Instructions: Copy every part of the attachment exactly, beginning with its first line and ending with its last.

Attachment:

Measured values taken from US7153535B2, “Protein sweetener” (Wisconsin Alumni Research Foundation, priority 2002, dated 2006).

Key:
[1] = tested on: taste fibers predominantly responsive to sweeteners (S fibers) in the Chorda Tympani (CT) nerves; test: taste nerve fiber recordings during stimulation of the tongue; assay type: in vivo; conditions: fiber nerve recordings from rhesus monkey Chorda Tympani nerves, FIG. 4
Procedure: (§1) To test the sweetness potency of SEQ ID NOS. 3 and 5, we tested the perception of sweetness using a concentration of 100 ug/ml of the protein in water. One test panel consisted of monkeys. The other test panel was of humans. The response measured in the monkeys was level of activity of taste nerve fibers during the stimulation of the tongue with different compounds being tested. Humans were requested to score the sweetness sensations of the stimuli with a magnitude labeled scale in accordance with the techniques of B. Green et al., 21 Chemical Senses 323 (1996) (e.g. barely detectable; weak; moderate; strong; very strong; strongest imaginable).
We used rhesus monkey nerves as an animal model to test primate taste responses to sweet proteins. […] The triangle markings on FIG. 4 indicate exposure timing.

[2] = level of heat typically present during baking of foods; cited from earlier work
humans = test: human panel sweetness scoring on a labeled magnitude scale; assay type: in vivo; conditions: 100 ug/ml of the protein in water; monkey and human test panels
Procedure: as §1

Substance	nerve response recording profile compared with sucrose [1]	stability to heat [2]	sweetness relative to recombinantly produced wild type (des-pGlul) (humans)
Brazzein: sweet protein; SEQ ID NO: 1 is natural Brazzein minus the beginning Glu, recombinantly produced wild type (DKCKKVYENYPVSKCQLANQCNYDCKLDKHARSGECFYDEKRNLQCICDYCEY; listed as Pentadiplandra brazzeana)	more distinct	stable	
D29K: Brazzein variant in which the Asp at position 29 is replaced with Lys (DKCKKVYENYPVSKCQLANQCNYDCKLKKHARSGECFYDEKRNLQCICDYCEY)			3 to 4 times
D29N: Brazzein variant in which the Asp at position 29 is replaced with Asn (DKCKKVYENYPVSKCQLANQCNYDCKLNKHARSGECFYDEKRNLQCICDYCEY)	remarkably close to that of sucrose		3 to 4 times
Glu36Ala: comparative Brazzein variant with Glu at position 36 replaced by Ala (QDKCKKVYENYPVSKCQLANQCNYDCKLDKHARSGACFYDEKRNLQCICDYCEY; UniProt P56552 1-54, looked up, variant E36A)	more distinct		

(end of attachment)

Measured values taken from US7153535B2, “Protein sweetener” (Wisconsin Alumni Research Foundation, priority 2002, dated 2006).

Key:
[1] = tested on: taste fibers predominantly responsive to sweeteners (S fibers) in the Chorda Tympani (CT) nerves; test: taste nerve fiber recordings during stimulation of the tongue; assay type: in vivo; conditions: fiber nerve recordings from rhesus monkey Chorda Tympani nerves, FIG. 4
Procedure: (§1) To test the sweetness potency of SEQ ID NOS. 3 and 5, we tested the perception of sweetness using a concentration of 100 ug/ml of the protein in water. One test panel consisted of monkeys. The other test panel was of humans. The response measured in the monkeys was level of activity of taste nerve fibers during the stimulation of the tongue with different compounds being tested. Humans were requested to score the sweetness sensations of the stimuli with a magnitude labeled scale in accordance with the techniques of B. Green et al., 21 Chemical Senses 323 (1996) (e.g. barely detectable; weak; moderate; strong; very strong; strongest imaginable).
We used rhesus monkey nerves as an animal model to test primate taste responses to sweet proteins. […] The triangle markings on FIG. 4 indicate exposure timing.

[2] = level of heat typically present during baking of foods; cited from earlier work
humans = test: human panel sweetness scoring on a labeled magnitude scale; assay type: in vivo; conditions: 100 ug/ml of the protein in water; monkey and human test panels
Procedure: as §1

Substance	nerve response recording profile compared with sucrose [1]	stability to heat [2]	sweetness relative to recombinantly produced wild type (des-pGlul) (humans)
Brazzein: sweet protein; SEQ ID NO: 1 is natural Brazzein minus the beginning Glu, recombinantly produced wild type (DKCKKVYENYPVSKCQLANQCNYDCKLDKHARSGECFYDEKRNLQCICDYCEY; listed as Pentadiplandra brazzeana)	more distinct	stable	
D29K: Brazzein variant in which the Asp at position 29 is replaced with Lys (DKCKKVYENYPVSKCQLANQCNYDCKLKKHARSGECFYDEKRNLQCICDYCEY)			3 to 4 times
D29N: Brazzein variant in which the Asp at position 29 is replaced with Asn (DKCKKVYENYPVSKCQLANQCNYDCKLNKHARSGECFYDEKRNLQCICDYCEY)	remarkably close to that of sucrose		3 to 4 times
Glu36Ala: comparative Brazzein variant with Glu at position 36 replaced by Ala (QDKCKKVYENYPVSKCQLANQCNYDCKLDKHARSGACFYDEKRNLQCICDYCEY; UniProt P56552 1-54, looked up, variant E36A)	more distinct		